This website was designed as part of the ANR PORTIC research program. This program studies the navigation and foreign trade flows in the eighteenth century when trade was largely carried out at sea. In addition to gaining a better understanding of these dynamics by cross-referencing two sets of data, a fundamental objective of the program was to find methods to qualify and deal with the uncertainty of the historical data by experimenting with suitable methods of displaying and writing the information.
In this framework, Working Package 5 of the research program involved a series of case studies based on two existing corpora of digitized historical sources: Navigocorpus, a database covering the history of navigation, supervised by Silvia Marzagalli and Christine Plumejeaud; and Toflit18, a database covering France’s foreign trade, supervised by Loïc Charles and Guillaume Daudin.
This website was designed as part of the second phase of the project, following a first phase of digitization to constitute the two databases, intending to take advantage of the work already accomplished and carrying out an in-depth study of significant data subsets. These studies shed new light on themes already studied within the discipline by providing new material and methods by means of the databases developed as part of the program. This initiative raised a number of questions:
- How can two sources be used together when some of their dimensions cannot be measured or are difficult to compare? How can the digitized data from the two databases be cross-referenced to acquire a deeper and more qualitative knowledge about the phenomena provided by historians specialized in the region studied?
- How can the survey and analysis take into account the considerable stratification of transformations, reductions and interpretative decisions that form the chain that connects the initial sources with the data drawn from them?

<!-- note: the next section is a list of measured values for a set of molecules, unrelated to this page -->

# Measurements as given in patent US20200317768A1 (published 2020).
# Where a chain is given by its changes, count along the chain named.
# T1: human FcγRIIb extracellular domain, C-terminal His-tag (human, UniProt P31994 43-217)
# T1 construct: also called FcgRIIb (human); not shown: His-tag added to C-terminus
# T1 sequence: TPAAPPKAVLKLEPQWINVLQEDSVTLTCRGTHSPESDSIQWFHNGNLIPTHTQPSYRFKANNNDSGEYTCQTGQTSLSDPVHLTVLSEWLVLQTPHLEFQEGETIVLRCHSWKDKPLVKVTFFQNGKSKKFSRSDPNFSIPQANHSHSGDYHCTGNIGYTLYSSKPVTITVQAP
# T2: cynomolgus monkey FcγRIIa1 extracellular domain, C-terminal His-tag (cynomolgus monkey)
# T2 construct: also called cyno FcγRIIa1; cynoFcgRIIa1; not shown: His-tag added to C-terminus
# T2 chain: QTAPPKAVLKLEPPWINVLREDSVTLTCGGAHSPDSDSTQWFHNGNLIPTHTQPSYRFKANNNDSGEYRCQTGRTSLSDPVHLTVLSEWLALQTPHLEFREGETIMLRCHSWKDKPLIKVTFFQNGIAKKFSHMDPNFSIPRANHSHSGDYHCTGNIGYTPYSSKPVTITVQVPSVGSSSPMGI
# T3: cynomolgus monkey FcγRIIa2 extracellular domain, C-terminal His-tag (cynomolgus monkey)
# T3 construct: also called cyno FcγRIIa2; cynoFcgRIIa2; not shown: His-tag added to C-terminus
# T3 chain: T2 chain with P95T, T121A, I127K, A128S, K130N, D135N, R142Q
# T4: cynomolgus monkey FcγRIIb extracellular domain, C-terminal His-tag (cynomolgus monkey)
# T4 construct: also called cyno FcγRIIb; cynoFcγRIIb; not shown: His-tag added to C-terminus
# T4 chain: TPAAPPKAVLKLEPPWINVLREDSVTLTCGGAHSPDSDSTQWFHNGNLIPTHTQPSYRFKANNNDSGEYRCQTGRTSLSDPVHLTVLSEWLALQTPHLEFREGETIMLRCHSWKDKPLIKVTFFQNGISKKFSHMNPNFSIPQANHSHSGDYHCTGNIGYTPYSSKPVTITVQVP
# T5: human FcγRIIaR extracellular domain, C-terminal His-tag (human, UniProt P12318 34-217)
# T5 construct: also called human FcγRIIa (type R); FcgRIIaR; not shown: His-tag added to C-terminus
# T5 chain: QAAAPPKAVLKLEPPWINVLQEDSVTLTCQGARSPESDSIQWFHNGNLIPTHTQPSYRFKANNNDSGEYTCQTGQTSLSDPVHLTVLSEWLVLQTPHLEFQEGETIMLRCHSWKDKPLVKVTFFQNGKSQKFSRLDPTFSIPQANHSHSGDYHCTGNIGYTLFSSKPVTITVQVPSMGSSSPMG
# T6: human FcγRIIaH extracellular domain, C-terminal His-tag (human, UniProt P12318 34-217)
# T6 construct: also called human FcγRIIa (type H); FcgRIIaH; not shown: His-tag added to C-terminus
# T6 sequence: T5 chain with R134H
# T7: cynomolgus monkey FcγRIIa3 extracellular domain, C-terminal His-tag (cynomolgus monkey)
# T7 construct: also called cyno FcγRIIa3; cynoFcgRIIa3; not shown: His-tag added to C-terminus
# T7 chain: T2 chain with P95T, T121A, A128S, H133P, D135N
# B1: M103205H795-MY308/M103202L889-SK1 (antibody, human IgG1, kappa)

- How can the uncertainty or incompleteness of the data be taken into account, while proposing a scientifically sound analysis of the phenomena studied?
- How can the standard forms of historical writing –the narrative formed by consecutive sentences, the argument developed paragraph by paragraph– effectively serve the forms of diagrammatic and computational writing involved when creating a website?
- How is it possible to manage interdisciplinary collaboration and the division of expertise involved in this kind of multimodal writing?
These questions were worked out across a six-month period of collaboration that led to the development of the website and will be briefly recounted below.
From a series of questions to a week of investigation
The case study which led to this website was the outcome of intensive collaboration which we call a data sprint and which consists in gathering experts from several disciplines to work together over a short period of time on pre-determined research questions, based on one or more datasets prepared for the occasion.
Ahead of the data sprint, several months were devoted to preparing the data and the research questions. As regards data, the major task for the Navigocorpus and Toflit18 data teams was to clean and refine the data for the regions and periods studied, as the simple fact of planning a specific case study revealed new problems that had remained hidden until an in-depth study was implemented. Another major challenge was to align the two databases, i.e. to match the places and types of products traded or transported as described in each of the databases.
To prepare the initial research questions, we held a series of preliminary meetings based on collaboratively produced online documents that helped us identify pertinent questions with respect to the history of the region and the existing literature, but also with respect to what could or could not be explored and displayed with the data available. This work of adjustment and matching up questions and data ran from October 2020 to April 2021, allowing us to identify the most relevant exploration activities for submission to the workshop participants, and to avoid the pitfalls that would have led us to unsolvable questions
Following the preparation work we drafted a scientific questioning document that described the research questions to be examined and was shared with all the participants during a week-long data sprint. At the beginning of the data sprint, the case study was divided into two complementary lines of inquiry and two teams were formed with a balanced composition to allow interdisciplinary collaboration: